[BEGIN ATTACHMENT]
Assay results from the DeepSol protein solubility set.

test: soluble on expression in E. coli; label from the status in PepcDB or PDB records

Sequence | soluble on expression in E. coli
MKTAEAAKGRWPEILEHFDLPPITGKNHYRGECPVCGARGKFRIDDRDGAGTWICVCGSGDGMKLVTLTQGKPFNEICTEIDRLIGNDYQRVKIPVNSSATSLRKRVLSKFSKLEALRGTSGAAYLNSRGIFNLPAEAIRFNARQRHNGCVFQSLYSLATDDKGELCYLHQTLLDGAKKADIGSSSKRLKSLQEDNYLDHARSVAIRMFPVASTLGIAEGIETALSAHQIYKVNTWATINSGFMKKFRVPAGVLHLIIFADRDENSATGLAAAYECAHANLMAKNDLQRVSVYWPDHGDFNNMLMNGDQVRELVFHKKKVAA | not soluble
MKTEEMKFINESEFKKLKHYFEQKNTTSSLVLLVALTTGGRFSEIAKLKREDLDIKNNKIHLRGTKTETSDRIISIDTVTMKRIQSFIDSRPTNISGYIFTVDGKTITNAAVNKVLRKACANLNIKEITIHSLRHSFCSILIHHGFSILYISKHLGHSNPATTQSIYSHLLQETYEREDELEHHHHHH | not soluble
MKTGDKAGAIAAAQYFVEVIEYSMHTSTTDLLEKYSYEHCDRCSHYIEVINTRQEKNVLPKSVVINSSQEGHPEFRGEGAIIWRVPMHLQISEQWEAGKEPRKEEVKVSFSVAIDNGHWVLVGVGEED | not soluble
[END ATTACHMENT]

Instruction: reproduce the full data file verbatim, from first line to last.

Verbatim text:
Assay results from the DeepSol protein solubility set.

test: soluble on expression in E. coli; label from the status in PepcDB or PDB records

Sequence | soluble on expression in E. coli
MKTAEAAKGRWPEILEHFDLPPITGKNHYRGECPVCGARGKFRIDDRDGAGTWICVCGSGDGMKLVTLTQGKPFNEICTEIDRLIGNDYQRVKIPVNSSATSLRKRVLSKFSKLEALRGTSGAAYLNSRGIFNLPAEAIRFNARQRHNGCVFQSLYSLATDDKGELCYLHQTLLDGAKKADIGSSSKRLKSLQEDNYLDHARSVAIRMFPVASTLGIAEGIETALSAHQIYKVNTWATINSGFMKKFRVPAGVLHLIIFADRDENSATGLAAAYECAHANLMAKNDLQRVSVYWPDHGDFNNMLMNGDQVRELVFHKKKVAA | not soluble
MKTEEMKFINESEFKKLKHYFEQKNTTSSLVLLVALTTGGRFSEIAKLKREDLDIKNNKIHLRGTKTETSDRIISIDTVTMKRIQSFIDSRPTNISGYIFTVDGKTITNAAVNKVLRKACANLNIKEITIHSLRHSFCSILIHHGFSILYISKHLGHSNPATTQSIYSHLLQETYEREDELEHHHHHH | not soluble
MKTGDKAGAIAAAQYFVEVIEYSMHTSTTDLLEKYSYEHCDRCSHYIEVINTRQEKNVLPKSVVINSSQEGHPEFRGEGAIIWRVPMHLQISEQWEAGKEPRKEEVKVSFSVAIDNGHWVLVGVGEED | not soluble